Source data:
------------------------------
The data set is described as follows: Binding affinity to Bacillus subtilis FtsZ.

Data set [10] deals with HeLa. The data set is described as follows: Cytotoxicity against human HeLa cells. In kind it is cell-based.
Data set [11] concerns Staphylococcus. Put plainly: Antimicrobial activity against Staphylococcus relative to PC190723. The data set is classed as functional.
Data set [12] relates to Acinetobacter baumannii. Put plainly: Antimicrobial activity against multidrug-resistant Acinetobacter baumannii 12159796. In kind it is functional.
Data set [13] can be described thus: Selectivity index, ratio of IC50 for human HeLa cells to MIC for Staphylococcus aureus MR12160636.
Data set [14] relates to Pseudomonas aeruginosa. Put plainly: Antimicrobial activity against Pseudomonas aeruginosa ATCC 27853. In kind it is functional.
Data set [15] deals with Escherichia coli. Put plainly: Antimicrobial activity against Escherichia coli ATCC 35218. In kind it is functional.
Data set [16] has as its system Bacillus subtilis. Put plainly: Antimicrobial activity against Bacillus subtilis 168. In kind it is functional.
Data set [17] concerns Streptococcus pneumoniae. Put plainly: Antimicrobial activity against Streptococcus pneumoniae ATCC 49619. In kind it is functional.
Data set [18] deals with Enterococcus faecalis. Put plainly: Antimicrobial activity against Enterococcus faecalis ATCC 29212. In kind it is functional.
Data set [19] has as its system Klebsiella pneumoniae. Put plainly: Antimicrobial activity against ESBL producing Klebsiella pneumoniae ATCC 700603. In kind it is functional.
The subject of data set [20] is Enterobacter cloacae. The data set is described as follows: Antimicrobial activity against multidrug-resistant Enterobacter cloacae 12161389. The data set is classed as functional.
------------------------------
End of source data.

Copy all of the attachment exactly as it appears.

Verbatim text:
The data set is described as follows: Binding affinity to Bacillus subtilis FtsZ.

Data set [10] deals with HeLa. The data set is described as follows: Cytotoxicity against human HeLa cells. In kind it is cell-based.
Data set [11] concerns Staphylococcus. Put plainly: Antimicrobial activity against Staphylococcus relative to PC190723. The data set is classed as functional.
Data set [12] relates to Acinetobacter baumannii. Put plainly: Antimicrobial activity against multidrug-resistant Acinetobacter baumannii 12159796. In kind it is functional.
Data set [13] can be described thus: Selectivity index, ratio of IC50 for human HeLa cells to MIC for Staphylococcus aureus MR12160636.
Data set [14] relates to Pseudomonas aeruginosa. Put plainly: Antimicrobial activity against Pseudomonas aeruginosa ATCC 27853. In kind it is functional.
Data set [15] deals with Escherichia coli. Put plainly: Antimicrobial activity against Escherichia coli ATCC 35218. In kind it is functional.
Data set [16] has as its system Bacillus subtilis. Put plainly: Antimicrobial activity against Bacillus subtilis 168. In kind it is functional.
Data set [17] concerns Streptococcus pneumoniae. Put plainly: Antimicrobial activity against Streptococcus pneumoniae ATCC 49619. In kind it is functional.
Data set [18] deals with Enterococcus faecalis. Put plainly: Antimicrobial activity against Enterococcus faecalis ATCC 29212. In kind it is functional.
Data set [19] has as its system Klebsiella pneumoniae. Put plainly: Antimicrobial activity against ESBL producing Klebsiella pneumoniae ATCC 700603. In kind it is functional.
The subject of data set [20] is Enterobacter cloacae. The data set is described as follows: Antimicrobial activity against multidrug-resistant Enterobacter cloacae 12161389. The data set is classed as functional.